Genetic Diseases Overview

  • Medical Author:
    Melissa Conrad Stöppler, MD

    Melissa Conrad Stöppler, MD, is a U.S. board-certified Anatomic Pathologist with subspecialty training in the fields of Experimental and Molecular Pathology. Dr. Stöppler's educational background includes a BA with Highest Distinction from the University of Virginia and an MD from the University of North Carolina. She completed residency training in Anatomic Pathology at Georgetown University followed by subspecialty fellowship training in molecular diagnostics and experimental pathology.

  • Medical Editor: William C. Shiel Jr., MD, FACP, FACR
    William C. Shiel Jr., MD, FACP, FACR

    William C. Shiel Jr., MD, FACP, FACR

    Dr. Shiel received a Bachelor of Science degree with honors from the University of Notre Dame. There he was involved in research in radiation biology and received the Huisking Scholarship. After graduating from St. Louis University School of Medicine, he completed his Internal Medicine residency and Rheumatology fellowship at the University of California, Irvine. He is board-certified in Internal Medicine and Rheumatology.

Mitochondrial inheritance

This type of genetic disorder is caused by mutations in the non-nuclear DNA of mitochondria. Mitochondria are small round or rod-like organelles that are involved in cellular respiration and found in the cytoplasm of plant and animal cells. Each mitochondrion may contain 5 to 10 circular pieces of DNA. Since egg cells, but not sperm cells, keep their mitochondria during fertilization, mitochondrial DNA is always inherited from the female parent.

Examples of mitochondrial disease include:

  • an eye disease called Leber's hereditary optic atrophy;
  • a type of epilepsy called MERRF which stands for myoclonic epilepsy with Ragged Red Fibers; and
  • a form of dementia called MELAS for mitochondrialencephalopathy, lactic acidosis and stroke-like episodes.

What is the human genome?

The human genome is the entire "treasury of human inheritance." The sequence of the human genome obtained by the Human Genome Project, completed in April 2003, provides the first holistic view of our genetic heritage. The 46 human chromosomes (22 pairs of autosomal chromosomes and 2 sex chromosomes) between them house almost 3 billion base pairs of DNA that contains about 20,500 protein-coding genes. The coding regions make up less than 5% of the genome (the function of all the remaining DNA is not clear) and some chromosomes have a higher density of genes than others.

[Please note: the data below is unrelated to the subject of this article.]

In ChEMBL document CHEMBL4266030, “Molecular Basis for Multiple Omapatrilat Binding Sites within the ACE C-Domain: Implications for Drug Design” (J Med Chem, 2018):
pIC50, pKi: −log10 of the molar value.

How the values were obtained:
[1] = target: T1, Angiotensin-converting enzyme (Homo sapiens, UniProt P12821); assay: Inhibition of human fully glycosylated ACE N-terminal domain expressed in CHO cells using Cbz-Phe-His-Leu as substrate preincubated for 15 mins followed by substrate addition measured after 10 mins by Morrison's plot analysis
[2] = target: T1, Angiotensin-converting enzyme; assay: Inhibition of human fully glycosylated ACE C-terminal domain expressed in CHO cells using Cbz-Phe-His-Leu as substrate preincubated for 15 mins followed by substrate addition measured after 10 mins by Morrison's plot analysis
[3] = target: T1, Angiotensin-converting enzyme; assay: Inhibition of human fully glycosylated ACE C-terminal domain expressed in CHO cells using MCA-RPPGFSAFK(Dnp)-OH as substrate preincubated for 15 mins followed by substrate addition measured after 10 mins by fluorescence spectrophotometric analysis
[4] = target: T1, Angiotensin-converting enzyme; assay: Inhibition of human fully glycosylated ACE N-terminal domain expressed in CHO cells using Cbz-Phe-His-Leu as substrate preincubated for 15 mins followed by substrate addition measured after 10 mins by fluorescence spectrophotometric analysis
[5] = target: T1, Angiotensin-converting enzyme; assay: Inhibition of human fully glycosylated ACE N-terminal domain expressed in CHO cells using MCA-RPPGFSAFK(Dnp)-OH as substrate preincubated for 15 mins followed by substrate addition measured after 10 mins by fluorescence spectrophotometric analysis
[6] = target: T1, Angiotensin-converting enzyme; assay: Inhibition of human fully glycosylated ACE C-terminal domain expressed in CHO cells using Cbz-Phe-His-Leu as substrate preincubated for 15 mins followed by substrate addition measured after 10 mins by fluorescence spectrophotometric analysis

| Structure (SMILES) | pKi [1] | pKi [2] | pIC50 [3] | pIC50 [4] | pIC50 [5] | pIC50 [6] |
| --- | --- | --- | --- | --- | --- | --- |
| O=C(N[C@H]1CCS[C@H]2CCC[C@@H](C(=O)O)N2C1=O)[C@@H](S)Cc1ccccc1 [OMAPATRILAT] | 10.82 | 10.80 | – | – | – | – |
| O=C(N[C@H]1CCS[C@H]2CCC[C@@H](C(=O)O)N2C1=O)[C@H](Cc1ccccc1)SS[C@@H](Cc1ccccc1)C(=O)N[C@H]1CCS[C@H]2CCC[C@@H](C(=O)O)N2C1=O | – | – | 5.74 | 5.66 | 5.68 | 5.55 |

Most genetic diseases are the direct result of a mutation in one gene. However, one of the most difficult problems ahead is to further elucidate how genes contribute to diseases that have a complex pattern of inheritance, such as in the cases of diabetes, asthma, cancer, and mental illness. In all these cases, no one gene has the yes/no power to say whether a person will develop the disease or not. It is likely that more than one mutation is required before the disease is manifest, and a number of genes may each make a subtle contribution to a person's susceptibility to a disease; genes may also affect how a person reacts to environmental factors.

Medically reviewed by Avrom Simon, MD; Board Certified Preventative Medicine with Subspecialty in Occupational Medicine

REFERENCE:

National Human Genome Research Institute.
<http://www.genome.gov>

Previous contributing authors and editors: Barbara K. Hecht, Ph.D. and Frederick Hecht, M.D.

Medically Reviewed by a Doctor on 5/21/2015

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